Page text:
999th Light Afrika Division (Wehrmacht)

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999th Afrika Division
Afrika-Division 999
Active6 October 1942
Disbanded15 May 1943
Country Nazi Germany
BranchWehrmacht (Army)
TypeInfantry
RolePenal military unit
Nazi security warfare
Garrison/HQHeuberg

The 999th Afrika Brigade was a German Army unit created in October 1942 as a penal military unit. It was later expanded into the 999th Light Afrika Division (999. leichte Afrika-Division) and began deploying to Tunisia in early 1943. However, this was interrupted by the surrender of Axis forces in that theater. Those elements that made it to Africa before the collapse fought as independent units rather than as a division, and were lost in the general collapse. The remainder were sent to Greece for garrison duties and to conduct security warfare,[1] where a number of those forced into service because of their anti-Nazi activities continued them, such as Falk Harnack, who deserted and formed the Anti-Fascist Committee for a Free Germany[2] with other soldiers. Another notable member was August Landmesser, who was said to be the man who refused to make the Nazi salute in a now well known famous photograph.[3] During the only combat engagement, many of the political prisoners in the division went over to the U.S. troops or retreated, the U.S. Army took their previously held positions without any heavy fighting.

Commanders[edit]

Commanders were:[4]

Organization[edit]

Order of battle of Afrika-Brigade 999[4]

  • Afrika-Schützen-Regiment (Infantry) 961
  • Afrika-Schützen-Regiment 962
  • Nachrichten-Kompanie (Communications) 999

Order of battle of 999 Afrika Division[4]

  • Stab
  • Divisions-Kartenstelle (Maps) 999
  • Afrika-Schützen-Regiment 961
  • Afrika-Schützen-Regiment 962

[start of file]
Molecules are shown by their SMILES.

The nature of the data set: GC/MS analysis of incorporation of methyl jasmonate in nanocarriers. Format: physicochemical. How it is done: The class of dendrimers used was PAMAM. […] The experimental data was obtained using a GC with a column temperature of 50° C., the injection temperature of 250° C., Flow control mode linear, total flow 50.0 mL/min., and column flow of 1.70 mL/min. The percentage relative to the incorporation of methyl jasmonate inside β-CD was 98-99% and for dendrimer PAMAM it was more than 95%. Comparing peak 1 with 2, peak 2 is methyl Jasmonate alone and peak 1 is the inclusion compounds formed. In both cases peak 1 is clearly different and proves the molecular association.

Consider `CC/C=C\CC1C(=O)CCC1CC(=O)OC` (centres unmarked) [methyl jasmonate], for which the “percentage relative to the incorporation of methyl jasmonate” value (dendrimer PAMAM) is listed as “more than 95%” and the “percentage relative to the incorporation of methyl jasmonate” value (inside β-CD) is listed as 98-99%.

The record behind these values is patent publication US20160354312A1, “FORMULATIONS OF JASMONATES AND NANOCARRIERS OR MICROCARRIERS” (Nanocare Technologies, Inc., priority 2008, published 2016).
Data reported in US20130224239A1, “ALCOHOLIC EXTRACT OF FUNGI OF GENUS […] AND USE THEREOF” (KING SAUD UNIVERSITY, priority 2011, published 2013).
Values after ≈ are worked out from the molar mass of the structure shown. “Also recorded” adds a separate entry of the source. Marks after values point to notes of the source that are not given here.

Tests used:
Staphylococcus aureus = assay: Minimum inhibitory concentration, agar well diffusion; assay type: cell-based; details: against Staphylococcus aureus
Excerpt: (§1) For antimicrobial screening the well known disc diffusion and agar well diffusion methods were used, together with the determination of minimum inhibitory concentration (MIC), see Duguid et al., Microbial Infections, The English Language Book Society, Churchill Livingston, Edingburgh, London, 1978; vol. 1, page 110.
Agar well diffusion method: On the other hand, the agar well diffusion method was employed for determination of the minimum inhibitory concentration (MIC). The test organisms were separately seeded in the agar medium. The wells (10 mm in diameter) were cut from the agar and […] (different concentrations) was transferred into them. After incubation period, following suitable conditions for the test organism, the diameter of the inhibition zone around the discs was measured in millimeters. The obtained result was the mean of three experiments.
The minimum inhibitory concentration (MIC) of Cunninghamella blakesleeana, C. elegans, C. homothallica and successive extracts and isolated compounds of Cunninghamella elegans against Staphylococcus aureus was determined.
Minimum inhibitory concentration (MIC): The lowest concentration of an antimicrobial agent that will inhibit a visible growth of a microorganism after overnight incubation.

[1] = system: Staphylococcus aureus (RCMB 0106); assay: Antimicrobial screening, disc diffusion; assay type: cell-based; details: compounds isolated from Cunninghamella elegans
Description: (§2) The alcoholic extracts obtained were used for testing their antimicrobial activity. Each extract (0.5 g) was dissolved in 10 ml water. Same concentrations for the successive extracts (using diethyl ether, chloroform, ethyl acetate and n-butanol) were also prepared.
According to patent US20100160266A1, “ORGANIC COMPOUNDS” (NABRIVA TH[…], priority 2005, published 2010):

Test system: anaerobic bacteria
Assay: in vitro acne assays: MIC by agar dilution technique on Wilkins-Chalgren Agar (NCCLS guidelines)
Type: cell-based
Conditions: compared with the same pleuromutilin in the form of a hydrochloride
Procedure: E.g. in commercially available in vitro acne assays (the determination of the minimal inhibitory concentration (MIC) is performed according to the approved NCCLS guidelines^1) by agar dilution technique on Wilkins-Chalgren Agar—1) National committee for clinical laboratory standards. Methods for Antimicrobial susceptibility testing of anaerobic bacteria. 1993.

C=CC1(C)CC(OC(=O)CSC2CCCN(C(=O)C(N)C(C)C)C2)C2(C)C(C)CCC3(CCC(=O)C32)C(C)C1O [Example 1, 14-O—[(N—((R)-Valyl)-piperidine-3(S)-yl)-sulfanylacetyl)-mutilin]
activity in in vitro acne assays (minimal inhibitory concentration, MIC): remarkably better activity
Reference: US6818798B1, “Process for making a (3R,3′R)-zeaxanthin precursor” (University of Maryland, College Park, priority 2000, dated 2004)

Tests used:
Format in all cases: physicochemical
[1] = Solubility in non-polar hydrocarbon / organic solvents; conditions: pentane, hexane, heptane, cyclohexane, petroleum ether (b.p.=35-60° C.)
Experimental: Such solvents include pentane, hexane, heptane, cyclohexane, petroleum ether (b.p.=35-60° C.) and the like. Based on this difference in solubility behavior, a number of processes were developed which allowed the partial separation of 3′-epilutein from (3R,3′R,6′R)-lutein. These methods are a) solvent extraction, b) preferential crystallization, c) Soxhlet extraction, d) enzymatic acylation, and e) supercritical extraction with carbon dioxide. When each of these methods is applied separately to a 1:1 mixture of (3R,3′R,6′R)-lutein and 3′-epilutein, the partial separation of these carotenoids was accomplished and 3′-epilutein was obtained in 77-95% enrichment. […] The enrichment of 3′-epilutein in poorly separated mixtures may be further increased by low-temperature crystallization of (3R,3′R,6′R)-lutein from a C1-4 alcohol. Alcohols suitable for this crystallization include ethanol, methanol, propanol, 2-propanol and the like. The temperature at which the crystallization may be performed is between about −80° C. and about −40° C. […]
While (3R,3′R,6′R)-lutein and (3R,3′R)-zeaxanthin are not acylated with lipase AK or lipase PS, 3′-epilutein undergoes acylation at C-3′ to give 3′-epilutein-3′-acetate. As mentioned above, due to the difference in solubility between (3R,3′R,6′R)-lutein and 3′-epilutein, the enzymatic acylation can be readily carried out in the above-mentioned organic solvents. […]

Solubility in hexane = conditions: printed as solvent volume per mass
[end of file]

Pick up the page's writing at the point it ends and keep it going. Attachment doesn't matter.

• Afrika-Schützen-Regiment 963
  • Panzerjäger-Abteilung 999
  • Artillerie-Regiment (Artillery) 999
  • Pionier-Bataillon (Engineers) 999
  • Aufklärungs-Abteilung (Reconnaissance) 999
  • Astronomischer Messtrupp (Navigation) 999
  • Werkstatt-Kompanie (Laboratory) 999
  • Werkstatt-Kompanie 999
  • Entgiftungs-Batterie (Detoxification) 999
  • Nachschub-Bataillon (Supply) 999
  • Schlächterei-Kompanie (Butchers) 999
  • Bäckerei-Kompanie (Bakers) 999
  • Divisions-Verpflegungsamt (Rations) 999
  • Sanitäts-Kompanie (Medical) 999
  • Krankenkraftwagen-Zug (Ambulance) 999
  • Veterinär-Kompanie (Veterinary) 999
  • Feldgendarmerie-Trupp (Military police) 999
  • Feldpostamt (Postal) 999

See also[edit]

Stolperstein for Hans Klapper, a victim from the "Strafdivision 999"

References[edit]

  1. ^ Mark Mazower (1993). Inside Hitler's Greece: The Experience of Occupation, 1941-44. Yale University Press. p. 200. ISBN 978-0-300-06552-7.
  2. ^ Gottfried Hamacher, Andre Lohmar, Herbert Mayer and Günter Wehner, Gegen Hitler: Deutsche in der Resistance, in den Streitkräften der Antihitlerkoalition und der Bewegung "Freies Deutschland" Dietz, Berlin (March 2005), p. 76. ISBN 3-320-02941-X (in German)
  3. ^ Bartrop, Paul R. (2016). Resisting the Holocaust: Upstanders, Partisans, and Survivors. ABC-CLIO. p. 152. ISBN 9781610698795.
  4. ^ a b c George F. Nafziger – The Afrika Korps: An organizational history 1941–1943

External links[edit]